The economic cost of making sure that 5G technology poses no health and environmental risks should not be an excuse for any shortcuts in introducing the new technology, a number of scientists warned during an online event co-hosted by EU lawmakers on Monday (7 December).
The webinar ‘The impact of 5G technology on health and the environment’ was organised by the Panel on the Future of Science and Technology at the European Parliament (STOA) and co-hosted by MEPs Ivo Hristov (S&D, Bulgaria) and Michèle Rivasi (Greens/France).
According to Hristov, supporters of the fifth-generation network insist that there is no risk, and argue that the delay in the introduction of the new technology will only bring losses. On the other extreme, detractors of 5G malign the technology and promote global conspiracy theories.
“Caricaturing citizens’ concerns raises anger, and in some countries, we have witnessed violence. The scientific approach is the only right way to move forward”, Hristov argued.
However, the scientists who took part in the debate voiced reservations in assessing the long-term impact of fifth-generation networks on human health and insisted that research should continue, but with a clear methodology.
Dr Rodney Croft, director of the Australian Center for Electromagnetic Research and Impacts on the Human Body (biofeedback) and a member of the International Commission on Non-Ionising Radiation Protection, argued that the current research is based mostly on hypotheses.
He said that although research was ongoing, experts were not on the same page regarding the scientific methods used.
In his words, 5G technology uses the fastest electromagnetic waves for which current research was ill-equipped, and conditions are lacking for long-term studies that would allow sound scientific conclusions. But he added that there was no data either about 5G being harmful to human health.
The European Commission had hoped that 5G networks would be launched across all EU countries by the end of 2020, but has recently admitted the whole process has suffered delays owing to postponements in spectrum frequency auctions that have occurred as a result of the coronavirus crisis.
No evidence of harm
Elizabeth Cardis of the Institute of Global Health in Barcelona said there was still no evidence that higher levels of microwave radiation were linked with a particular type of morbidity.
“Guidelines at the scientific and political level are not enough. 5G is in its infancy and we do not have information about the impact of higher frequencies on tissues, “she commented.
Fiorella Bellpoggi of the Ramazzini Institute in Bologna, Italy, assessed that the carcinogenic effect and danger of 5G to the reproductive health would be similar to that of 4G. She is a specialist in pathologies in humans and animals, and has for decades been assessing the risk of using certain chemical products.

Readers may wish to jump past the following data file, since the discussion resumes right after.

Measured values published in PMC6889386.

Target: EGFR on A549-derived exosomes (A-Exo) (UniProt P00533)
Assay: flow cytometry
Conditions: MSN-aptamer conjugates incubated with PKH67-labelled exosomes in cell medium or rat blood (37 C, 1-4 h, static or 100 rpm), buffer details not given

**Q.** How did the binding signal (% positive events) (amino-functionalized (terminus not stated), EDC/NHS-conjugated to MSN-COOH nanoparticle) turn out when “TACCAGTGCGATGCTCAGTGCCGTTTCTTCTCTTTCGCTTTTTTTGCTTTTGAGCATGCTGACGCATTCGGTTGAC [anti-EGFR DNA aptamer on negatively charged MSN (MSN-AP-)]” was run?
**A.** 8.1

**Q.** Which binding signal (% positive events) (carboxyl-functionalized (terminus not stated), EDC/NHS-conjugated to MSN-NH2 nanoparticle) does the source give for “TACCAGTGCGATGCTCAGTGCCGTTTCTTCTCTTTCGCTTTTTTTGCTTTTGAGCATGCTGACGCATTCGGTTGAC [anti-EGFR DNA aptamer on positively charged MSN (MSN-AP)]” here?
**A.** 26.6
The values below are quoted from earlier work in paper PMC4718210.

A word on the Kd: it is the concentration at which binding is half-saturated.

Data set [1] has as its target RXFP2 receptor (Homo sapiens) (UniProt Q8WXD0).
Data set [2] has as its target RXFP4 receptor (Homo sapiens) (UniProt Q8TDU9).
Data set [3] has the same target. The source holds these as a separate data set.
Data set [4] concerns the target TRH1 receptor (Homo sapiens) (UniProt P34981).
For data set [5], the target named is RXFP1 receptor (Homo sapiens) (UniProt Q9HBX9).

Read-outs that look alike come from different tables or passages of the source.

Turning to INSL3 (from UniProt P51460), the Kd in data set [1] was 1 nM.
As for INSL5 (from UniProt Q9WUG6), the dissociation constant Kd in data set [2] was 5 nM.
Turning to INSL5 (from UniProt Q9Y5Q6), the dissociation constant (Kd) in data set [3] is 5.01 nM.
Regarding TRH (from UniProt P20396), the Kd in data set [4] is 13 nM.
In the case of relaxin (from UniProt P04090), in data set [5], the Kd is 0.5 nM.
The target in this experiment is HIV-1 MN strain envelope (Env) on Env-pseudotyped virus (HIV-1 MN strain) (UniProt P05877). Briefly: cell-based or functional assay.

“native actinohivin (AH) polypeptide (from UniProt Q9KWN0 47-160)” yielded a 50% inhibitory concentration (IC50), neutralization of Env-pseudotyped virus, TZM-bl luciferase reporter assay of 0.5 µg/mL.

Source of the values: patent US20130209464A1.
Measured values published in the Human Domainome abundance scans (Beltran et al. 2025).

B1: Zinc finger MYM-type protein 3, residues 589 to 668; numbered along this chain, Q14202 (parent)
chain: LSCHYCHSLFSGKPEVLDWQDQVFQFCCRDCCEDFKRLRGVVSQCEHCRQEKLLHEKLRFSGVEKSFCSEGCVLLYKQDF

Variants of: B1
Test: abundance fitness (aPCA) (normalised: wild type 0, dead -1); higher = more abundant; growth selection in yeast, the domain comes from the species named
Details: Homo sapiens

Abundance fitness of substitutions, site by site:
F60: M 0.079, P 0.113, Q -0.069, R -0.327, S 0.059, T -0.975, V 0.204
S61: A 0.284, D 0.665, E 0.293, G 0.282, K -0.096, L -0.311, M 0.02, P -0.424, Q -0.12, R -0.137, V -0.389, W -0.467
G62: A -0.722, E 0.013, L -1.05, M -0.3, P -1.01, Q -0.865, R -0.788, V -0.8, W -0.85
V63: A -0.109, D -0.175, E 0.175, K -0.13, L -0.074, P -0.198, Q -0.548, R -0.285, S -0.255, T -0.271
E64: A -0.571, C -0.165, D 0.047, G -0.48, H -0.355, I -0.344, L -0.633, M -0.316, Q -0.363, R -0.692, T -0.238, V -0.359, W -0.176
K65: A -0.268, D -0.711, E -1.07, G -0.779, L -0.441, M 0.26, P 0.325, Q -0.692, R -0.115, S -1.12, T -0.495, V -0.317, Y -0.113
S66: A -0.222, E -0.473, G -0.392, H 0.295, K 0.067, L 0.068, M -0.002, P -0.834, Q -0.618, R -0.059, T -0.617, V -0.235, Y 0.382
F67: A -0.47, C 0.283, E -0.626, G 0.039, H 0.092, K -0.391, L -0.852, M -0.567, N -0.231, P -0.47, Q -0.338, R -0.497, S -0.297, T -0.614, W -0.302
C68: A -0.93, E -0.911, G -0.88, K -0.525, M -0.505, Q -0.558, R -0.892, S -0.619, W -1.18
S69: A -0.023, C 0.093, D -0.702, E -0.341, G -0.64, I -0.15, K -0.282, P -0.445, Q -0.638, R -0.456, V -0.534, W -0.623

Bellpoggi stressed that the impact of mobile phones on health should not be underestimated. Scientific experiments have shown that people who use mobile devices more often are more at risk for brain tumours and ear cancer.
“There is great uncertainty as to what magnetic field limits will be safe for human health. So far, it is difficult to calculate”, said Bellpoggi.
‘The greatest experiment’
One thing is sure: testing the impact of 5G networks will be the greatest experiment on humans in human history, said Bellpoggi. According to her, the new technology must first be tested on animals before monitoring its impact on humans. She strongly recommended that companies produce safer phones that minimise the risk of exposure.
European Commission expert Franz Carscher said the EU executive recommends a broad public debate on the issue, which should involve all stakeholders, especially opponents of the 5G network.
He emphasised there was no conclusive evidence that the 5G network was harmful.
In addition, he said, all devices that have hit the European market so far meet all health and technical requirements and recommendations. However, Carscher noted that “we must be careful before taking such a big step”, urging member states to follow the Commission’s recommendations.
“The European Commission is aware that people are worried about their health. That is why technologies need to be improved, as well as scientific research needs to be increased, “he added.
Although they bring benefits for human activity, many modern technologies have a negative impact on the environment. In this context, the impact of 5G on nature is also being studied.
Arno Thielens of the University of Gent in Belgium said it was difficult to determine the impact of the new range of radio frequencies, while Gerard Ledoig of the University of Clermont in France warned the frequencies of the new network will negatively affect insect pollination and harm bee populations.
[Edited by Zoran Radosavljevic]